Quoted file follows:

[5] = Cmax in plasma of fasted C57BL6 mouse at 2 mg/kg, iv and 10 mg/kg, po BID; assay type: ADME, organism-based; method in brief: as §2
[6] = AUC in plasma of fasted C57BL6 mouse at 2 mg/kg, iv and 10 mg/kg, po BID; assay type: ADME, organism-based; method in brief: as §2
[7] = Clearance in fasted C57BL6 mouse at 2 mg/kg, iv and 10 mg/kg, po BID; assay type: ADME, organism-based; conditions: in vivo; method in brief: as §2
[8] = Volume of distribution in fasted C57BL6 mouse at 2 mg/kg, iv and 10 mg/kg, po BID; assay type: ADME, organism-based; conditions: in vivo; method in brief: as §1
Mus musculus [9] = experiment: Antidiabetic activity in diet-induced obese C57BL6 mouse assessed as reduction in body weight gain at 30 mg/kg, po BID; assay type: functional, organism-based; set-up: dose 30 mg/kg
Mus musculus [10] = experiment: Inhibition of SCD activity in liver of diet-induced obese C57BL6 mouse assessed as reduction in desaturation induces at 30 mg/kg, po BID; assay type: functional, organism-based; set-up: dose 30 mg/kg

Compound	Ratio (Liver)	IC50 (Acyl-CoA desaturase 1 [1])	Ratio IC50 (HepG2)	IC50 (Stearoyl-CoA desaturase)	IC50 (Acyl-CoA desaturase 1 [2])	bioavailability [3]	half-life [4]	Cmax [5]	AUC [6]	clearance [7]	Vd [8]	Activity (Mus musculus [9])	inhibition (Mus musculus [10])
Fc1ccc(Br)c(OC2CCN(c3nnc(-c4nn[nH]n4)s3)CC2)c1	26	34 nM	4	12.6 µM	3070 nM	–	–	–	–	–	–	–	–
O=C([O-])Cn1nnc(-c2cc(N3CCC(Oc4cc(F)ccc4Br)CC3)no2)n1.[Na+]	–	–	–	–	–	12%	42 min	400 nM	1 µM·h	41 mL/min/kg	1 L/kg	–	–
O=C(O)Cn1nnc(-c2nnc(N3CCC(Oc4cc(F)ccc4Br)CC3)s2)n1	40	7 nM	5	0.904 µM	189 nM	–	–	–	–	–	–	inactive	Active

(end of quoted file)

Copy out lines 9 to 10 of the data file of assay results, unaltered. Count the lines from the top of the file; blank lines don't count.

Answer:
O=C([O-])Cn1nnc(-c2cc(N3CCC(Oc4cc(F)ccc4Br)CC3)no2)n1.[Na+]	–	–	–	–	–	12%	42 min	400 nM	1 µM·h	41 mL/min/kg	1 L/kg	–	–
O=C(O)Cn1nnc(-c2nnc(N3CCC(Oc4cc(F)ccc4Br)CC3)s2)n1	40	7 nM	5	0.904 µM	189 nM	–	–	–	–	–	–	inactive	Active